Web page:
State of Startups


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Every year, we survey as many venture-backed startup founders as possible to figure out what it's like to run a technology company right now. This year, we got more responses than ever before — 869 — giving us an even more precise pulse on what entrepreneurs think, feel, fear, and value. As we have since 2015, we're excited to present the results here — starting with the trends and insights that stood out as important or counterintuitive.

Before we do, though, we want to acknowledge the significance of two ongoing conversations in our industry — both of which are heavily represented in the results we chose to feature. The first is about diversity and inclusion, which we incorporated into last year's survey to get founders' perspectives on root causes and possible solutions. And the second is about sexual harassment. We included a number of questions about this issue in 2017, and the results were stark.

At First Round, whenever we ask founders what data they most want and need, they almost always say the same thing: they want to know what other entrepreneurs are thinking and doing (and whether what they're doing is normal or in line with their peers). To answer these questions, we're pleased to publish the industry's largest set of data specific to the founder and startup experience — we hope you find it informative and insightful.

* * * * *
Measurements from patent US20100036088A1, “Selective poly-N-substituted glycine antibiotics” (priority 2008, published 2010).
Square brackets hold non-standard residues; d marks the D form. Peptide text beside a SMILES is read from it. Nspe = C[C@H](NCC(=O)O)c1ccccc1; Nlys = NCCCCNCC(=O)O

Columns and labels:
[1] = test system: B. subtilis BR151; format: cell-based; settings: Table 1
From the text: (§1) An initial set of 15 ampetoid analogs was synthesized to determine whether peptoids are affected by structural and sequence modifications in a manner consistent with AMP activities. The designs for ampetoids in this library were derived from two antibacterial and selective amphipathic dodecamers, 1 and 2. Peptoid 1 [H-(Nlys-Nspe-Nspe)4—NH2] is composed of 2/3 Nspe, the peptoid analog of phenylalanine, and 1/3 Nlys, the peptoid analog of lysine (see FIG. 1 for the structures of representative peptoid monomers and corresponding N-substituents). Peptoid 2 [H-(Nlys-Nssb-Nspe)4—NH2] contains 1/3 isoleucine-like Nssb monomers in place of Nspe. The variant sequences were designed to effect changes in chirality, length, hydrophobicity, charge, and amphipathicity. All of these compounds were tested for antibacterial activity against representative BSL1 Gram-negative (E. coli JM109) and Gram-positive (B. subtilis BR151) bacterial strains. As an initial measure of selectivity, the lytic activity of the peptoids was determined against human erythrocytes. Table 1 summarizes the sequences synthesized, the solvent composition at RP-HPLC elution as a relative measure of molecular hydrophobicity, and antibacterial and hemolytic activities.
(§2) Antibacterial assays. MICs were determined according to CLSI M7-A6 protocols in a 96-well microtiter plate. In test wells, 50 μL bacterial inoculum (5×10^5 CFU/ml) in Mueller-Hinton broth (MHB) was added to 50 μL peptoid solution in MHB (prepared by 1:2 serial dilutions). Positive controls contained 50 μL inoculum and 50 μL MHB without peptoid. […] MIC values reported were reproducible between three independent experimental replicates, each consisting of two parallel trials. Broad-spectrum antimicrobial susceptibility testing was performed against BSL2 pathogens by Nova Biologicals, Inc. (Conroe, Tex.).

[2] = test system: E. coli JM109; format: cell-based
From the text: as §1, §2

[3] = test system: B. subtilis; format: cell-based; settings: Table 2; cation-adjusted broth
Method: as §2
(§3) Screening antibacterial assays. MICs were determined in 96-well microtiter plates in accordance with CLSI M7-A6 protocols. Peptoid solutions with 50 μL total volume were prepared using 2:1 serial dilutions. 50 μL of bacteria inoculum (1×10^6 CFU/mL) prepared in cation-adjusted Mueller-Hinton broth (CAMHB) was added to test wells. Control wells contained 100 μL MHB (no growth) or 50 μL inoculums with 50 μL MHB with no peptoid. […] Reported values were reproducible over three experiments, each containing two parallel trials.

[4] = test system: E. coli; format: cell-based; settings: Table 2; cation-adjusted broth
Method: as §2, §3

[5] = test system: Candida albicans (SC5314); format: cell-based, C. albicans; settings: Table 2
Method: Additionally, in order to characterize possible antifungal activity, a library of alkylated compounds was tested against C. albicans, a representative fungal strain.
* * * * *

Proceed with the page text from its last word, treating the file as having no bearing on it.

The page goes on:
Half of founders have had personal experience with sexual harassment.

Over 50% of the 869 founders who took the survey have been or know someone who's been sexually harassed in the workplace. Unfortunately and unsurprisingly, the results to this question were extremely gendered — 78% of female founders said they've been or know someone who's been sexually harassed, compared to 48% of male founders.

They also split on public perception of the issue. 70% of female founders said sexual harassment in the industry is still underreported vs. 35% of male founders. And men were 4 times more likely than women to say the media's overblown the issue (22% vs. 5%).


Women and men disagree on what will help solve tech's sexual harassment problem.

Female founders' top solutions: more women VCs and pressure from limited partners to prevent bad behavior (tied with blacklists publicly calling out offenders). Male founders' top solutions: sensitivity training and more media coverage of incidents when they occur. Both genders agreed that decency pledges alone won't cut it — only 1% of women and 4% of men thought they were the best solution.


1 in 3 founders think ICOs can compete with VC.

With Bitcoin and Ethereum hitting record highs, and ICO financing outpacing early-stage venture this year, the founder community seems to be embracing this new form of funding. The most eye-popping stat: in Q2 and Q3, a whopping 90% of the $2.3 billion raised by blockchain startups came through ICOs.


Politics impact who founders want in their corner.